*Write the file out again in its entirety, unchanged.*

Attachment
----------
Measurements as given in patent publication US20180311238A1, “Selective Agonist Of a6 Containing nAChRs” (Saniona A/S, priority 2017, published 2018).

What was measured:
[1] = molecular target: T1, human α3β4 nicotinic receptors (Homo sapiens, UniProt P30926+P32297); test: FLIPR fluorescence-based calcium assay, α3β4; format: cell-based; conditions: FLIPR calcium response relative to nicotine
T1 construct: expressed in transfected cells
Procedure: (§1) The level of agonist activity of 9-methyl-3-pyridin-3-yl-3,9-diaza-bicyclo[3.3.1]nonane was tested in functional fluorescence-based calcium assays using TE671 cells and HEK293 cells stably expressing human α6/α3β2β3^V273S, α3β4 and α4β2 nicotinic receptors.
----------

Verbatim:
Measurements as given in patent publication US20180311238A1, “Selective Agonist Of a6 Containing nAChRs” (Saniona A/S, priority 2017, published 2018).

What was measured:
[1] = molecular target: T1, human α3β4 nicotinic receptors (Homo sapiens, UniProt P30926+P32297); test: FLIPR fluorescence-based calcium assay, α3β4; format: cell-based; conditions: FLIPR calcium response relative to nicotine
T1 construct: expressed in transfected cells
Procedure: (§1) The level of agonist activity of 9-methyl-3-pyridin-3-yl-3,9-diaza-bicyclo[3.3.1]nonane was tested in functional fluorescence-based calcium assays using TE671 cells and HEK293 cells stably expressing human α6/α3β2β3^V273S, α3β4 and α4β2 nicotinic receptors.